Read-only tags are the least useful because they can’t be changed or added to once they have been created. WORM tags can’t be overwritten but can have data added at a later time. Read-Write tags are the most useful because their data can be modified at any time. Each type of tag has its most appropriate uses depending upon your needs and budget.

For my fully-automatic solution I will again choose the most expensive option, the Read-Write tag because it provides us with the most features and most flexibility and again let me say, “Computers are cheap, people-time is expensive!”

In my system, our Active RFID tagged documents now communicate directly with the records management system and database. Our paper documents are now active, not passive and are able to both receive and pass on information as they are processed.

They can tell us where they are, they can tell us that a process is due or overdue and they can tell us when they are due to be archived or destroyed.  They will tell us if they are moved and they will signal an alarm is they are moved away from a predetermined area or building. If we have also RFID tagged our employees (either chipped them – probably not practicable but certainly possible, or more reasonably, RFID enabled their employee badges) then our active documents will tell us who has them and who is reading them and at what time. They will also maintain a complete history or ‘Audit Trail’ either on the RFID tag itself or within our database.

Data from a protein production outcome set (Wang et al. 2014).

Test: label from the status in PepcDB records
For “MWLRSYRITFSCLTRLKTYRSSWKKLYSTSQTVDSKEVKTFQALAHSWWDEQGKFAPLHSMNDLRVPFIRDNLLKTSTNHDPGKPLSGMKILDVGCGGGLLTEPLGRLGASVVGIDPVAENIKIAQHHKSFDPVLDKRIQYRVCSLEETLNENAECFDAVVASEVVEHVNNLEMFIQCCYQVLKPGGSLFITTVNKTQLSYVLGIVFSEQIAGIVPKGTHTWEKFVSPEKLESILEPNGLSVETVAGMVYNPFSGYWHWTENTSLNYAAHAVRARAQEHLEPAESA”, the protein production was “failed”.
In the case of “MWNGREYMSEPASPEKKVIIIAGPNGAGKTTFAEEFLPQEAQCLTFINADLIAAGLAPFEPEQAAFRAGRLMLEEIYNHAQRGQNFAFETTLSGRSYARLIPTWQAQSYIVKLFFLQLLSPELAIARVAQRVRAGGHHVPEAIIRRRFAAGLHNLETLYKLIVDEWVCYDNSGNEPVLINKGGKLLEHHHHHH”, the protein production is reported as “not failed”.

It may sound like science fiction but it is not as all the technology and tools required are current and proven and ‘affordable’ and in use in other applications like container and freight and asset tracking. Our task is to simply adapt the most appropriate elements of RFID technology to paper records management.

Our now fully-automatic new system obviously requires a records management computer system and database plus RFID reader/writers at strategic locations in our enterprise. We also need a suitably appropriate and well-designed Taxonomy or classification system and a predetermined set of rules (workflow) with which to manage our now RFID-enabled paper. The Taxonomy and Workflows should be combined into what we usually call a ‘File Plan’ such that we can encode all of the information required to manage the full life cycle of the record (the Continuum model) into an RFID tag. As each document is captured with an RFID tag its information is automatically entered into our records management system’s database and the management process immediately begins with the document and computer system in constant contact thereafter.

The Read-Write tags chosen provide us with the flexibility required by for example allowing us to reprogram the workflow or retention as and when required. This feature is essential if we are to meet the real world requirements of the records management profession. We can do this via our records management system in a controlled and audited and secure way.

This article is just a skeletal view of what is possible and how it can be done. A complete description would entail writing a wordy tome inappropriate to this medium. However, the above is all possible; it is not science fiction.